I reviewed this film before. It's the same story, same director, same actress, same supporting cast, same composer and same editor as the original (Saala Khadoos
). Now I sit to review the same film. You might think that's a bore, but isn't that what we are used to as Telugu film reviewers? We keep watching the same film week after week, don't we? Different faces, different technicians, different names, but the same film?
Thankfully, Guru isn't that film.
The plot is the same - about two decades back, Aditya Rao (Venkatesh) lost his boxing career to politics in the association. His wife dumps him and he never quite gets past that blow. Now, as a coach, he's ruthless, grumpy, and hungry for talent. He finds Rameshwari aka Ramudu (Ritika Singh), a poor but gutsy, and cheeky but talented girl who, he thinks, is even better than him.
While Ramudu doesn't quite grasp the gravity of the situation, Rao throws in all he has into making her an actual champ. The plot goes on in the familiar coach-protege territory which already homes a number of sports dramas.
And I'll once again tell you, and I swear I just love telling this to people, Sudha Kongara is a fabulous fabulous director. It isn't just about the superb talent she hired. Whether it is Santosh Narayanan's ethereal strings or K A Shaktivel's pastel frames or Satish Suriya's invisible seams, Kongara's command on her crew's talent is something to admire. But, beyond the craft, there's more to her direction. It is about the way she can create a tender moment which sweeps you into itself.
I can try to explain but one can only talk about a fragrance - you'll have to smell it for yourself to understand. All I can say is quite a few times tears welled up in my disbelieving eyes, and for one brief moment I hyperventilated. And this in a film I'd already watched three times (once in Hindi and twice in Tamil). Guru is, as was Saala Khadoos, a subtle and soulful exercise in direction.
That isn't to say there aren't flaws. There's the scourge of poor dubbing. I had difficulty understanding Zakir Hussain (as the antagonist Dev Khatri) and Nasser (as the junior coach Punch Pandu). Also, a number of song lyrics are pronounced so badly that you can't tell what the exact words are. Ramudu's obsession with Pawan Kalyan (it was Dhanush in the other versions, and that track worked rather beautifully there) seems a little forced here. Her mother being a Marwari and father being a converter Christian just doesn't work - you'll be wondering what that was all about. Yes, there are some rather glaring flaws.
But it's okay. We still have Ritika Singh. Here I'll tell you, once again, that she's utterly uninhibited in her performance. I'm still in awe of how she emotes like she is really feeling those things. When Ramudu is in love, you believe she is in love. When she's angry, you know she is insecure. When she's in despair, you, too, lose hope.
And oh yeah, when she does the one-handed push-ups, I had goosebumps.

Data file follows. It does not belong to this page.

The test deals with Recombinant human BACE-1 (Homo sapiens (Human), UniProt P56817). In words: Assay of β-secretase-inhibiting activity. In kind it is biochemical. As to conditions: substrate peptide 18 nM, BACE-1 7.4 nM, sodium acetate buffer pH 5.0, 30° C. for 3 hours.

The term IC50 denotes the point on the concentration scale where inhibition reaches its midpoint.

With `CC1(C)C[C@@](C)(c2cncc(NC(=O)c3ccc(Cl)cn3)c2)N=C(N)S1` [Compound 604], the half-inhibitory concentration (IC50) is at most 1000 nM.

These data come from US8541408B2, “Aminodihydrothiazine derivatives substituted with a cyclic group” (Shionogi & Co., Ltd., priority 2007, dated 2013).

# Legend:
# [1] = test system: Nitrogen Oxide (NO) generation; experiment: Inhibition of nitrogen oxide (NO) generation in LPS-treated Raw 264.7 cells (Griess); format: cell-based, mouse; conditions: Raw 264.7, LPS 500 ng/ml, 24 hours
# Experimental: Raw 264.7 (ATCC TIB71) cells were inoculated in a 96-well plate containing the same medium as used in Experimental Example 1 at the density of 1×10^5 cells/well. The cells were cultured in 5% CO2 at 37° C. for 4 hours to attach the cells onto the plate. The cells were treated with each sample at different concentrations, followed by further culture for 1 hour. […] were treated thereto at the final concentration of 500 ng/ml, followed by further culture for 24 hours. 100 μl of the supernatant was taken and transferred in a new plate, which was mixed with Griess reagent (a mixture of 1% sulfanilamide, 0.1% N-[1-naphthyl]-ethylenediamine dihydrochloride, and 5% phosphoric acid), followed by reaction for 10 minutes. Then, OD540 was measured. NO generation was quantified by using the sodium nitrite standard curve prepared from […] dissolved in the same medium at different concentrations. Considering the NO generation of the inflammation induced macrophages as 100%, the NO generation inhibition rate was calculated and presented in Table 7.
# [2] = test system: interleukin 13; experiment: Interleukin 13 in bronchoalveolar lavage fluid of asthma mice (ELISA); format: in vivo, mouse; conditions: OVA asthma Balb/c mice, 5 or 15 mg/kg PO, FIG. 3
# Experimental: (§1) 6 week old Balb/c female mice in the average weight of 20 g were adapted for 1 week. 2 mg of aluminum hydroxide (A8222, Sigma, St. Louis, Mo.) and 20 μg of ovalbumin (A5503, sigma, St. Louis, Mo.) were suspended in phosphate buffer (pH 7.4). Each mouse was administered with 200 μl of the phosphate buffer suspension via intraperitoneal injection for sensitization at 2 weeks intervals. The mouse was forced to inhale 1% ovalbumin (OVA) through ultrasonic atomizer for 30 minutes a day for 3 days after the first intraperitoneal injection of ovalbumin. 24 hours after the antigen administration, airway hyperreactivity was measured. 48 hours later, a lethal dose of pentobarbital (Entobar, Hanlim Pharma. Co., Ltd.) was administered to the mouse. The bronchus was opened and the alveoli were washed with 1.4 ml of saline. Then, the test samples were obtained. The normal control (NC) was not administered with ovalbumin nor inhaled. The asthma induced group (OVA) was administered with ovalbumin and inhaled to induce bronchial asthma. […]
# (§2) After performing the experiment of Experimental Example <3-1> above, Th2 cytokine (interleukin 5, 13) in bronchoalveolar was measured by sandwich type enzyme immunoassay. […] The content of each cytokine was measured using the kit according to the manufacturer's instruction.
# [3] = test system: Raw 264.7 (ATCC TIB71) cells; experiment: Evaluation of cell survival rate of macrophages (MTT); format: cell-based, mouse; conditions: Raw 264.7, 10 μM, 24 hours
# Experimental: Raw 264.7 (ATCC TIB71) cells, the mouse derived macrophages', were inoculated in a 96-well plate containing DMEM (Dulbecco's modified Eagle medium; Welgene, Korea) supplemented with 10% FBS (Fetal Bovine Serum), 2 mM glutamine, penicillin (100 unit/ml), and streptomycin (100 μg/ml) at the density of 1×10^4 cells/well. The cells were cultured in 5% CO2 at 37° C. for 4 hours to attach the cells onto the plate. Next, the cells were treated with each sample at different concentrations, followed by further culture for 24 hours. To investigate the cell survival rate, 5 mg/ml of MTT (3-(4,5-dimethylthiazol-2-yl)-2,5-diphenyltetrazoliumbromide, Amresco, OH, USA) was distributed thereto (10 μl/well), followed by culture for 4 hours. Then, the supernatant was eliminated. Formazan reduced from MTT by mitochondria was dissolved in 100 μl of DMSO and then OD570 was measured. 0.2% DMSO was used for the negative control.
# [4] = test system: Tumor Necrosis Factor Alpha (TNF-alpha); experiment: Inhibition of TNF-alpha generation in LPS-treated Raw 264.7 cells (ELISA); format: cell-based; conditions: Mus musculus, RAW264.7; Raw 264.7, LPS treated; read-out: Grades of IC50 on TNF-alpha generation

That happened the last time, too. Which is why I ended my review with this: "... when a movie pro-actively shows a woman dreaming big, a woman losing all and starting from scratch, a woman falling in love and not being bashful about it - basically a woman having the qualities that are considered heroic in a man - then it is important to spell it out: Watch That Movie. Take your daughters, your nieces, your sisters and your mother to watch it. Because heaven knows they could use a role-model without a moustache."
I should have ended this review, too, that way. But I wore different lenses today - the Telugu film lenses. In that context, Guru gathers further significance than what I mentioned in the previous paragraph. Here, finally, I found a Telugu hero that I could truly admire. Venkatesh, on multiple occasions, does the unthinkable in Guru. He is possibly the first Telugu star who has shot a whole film with a greying beard. He plays a guy whose wife left him (gasp - isn't that emasculation?). He plays a guy who beds multiple women (so that means he's immoral, right? so he can't be a hero, right?). And several times in the film his students and his junior coach call him all sorts of humiliating things. He just smiles through them.
This is a kind of heroism that our films don't even think of dabbling with. We glorify lack of fear when courage really is about conquering a real fear. We believe in having the hero win every contest which, incidentally, just takes the juice out of the contest. We go to great lengths to protect our heroes from any disgrace because the hero's ego is like the heroine's virginity - the smallest blemish and all is lost.
But Aditya Rao firmly establishes a hero as a person with a purpose. He lives for his dreams, and can handle pain and ignominy. It reminds me of Rudyard Kipling's poem "If" a part of which goes:
If you can force your heart and nerve and sinew
To serve your turn long after they are gone,
And so hold on when there is nothing in you
Except the Will which says to them: "Hold on!"
...yours is the Earth and everything that's in it,
And — which is more — you'll be a Man, my son!
Venkatesh fills his frames with not just large biceps but also with seasoned expressions and a cool dignity that is stupendously rare in our films. So yes, it is important to spell it out: watch this movie with the men in your life. Take your sons, your nephews, your brothers and your father to watch it. Because heaven knows we could use a role-model who's more than a moustache.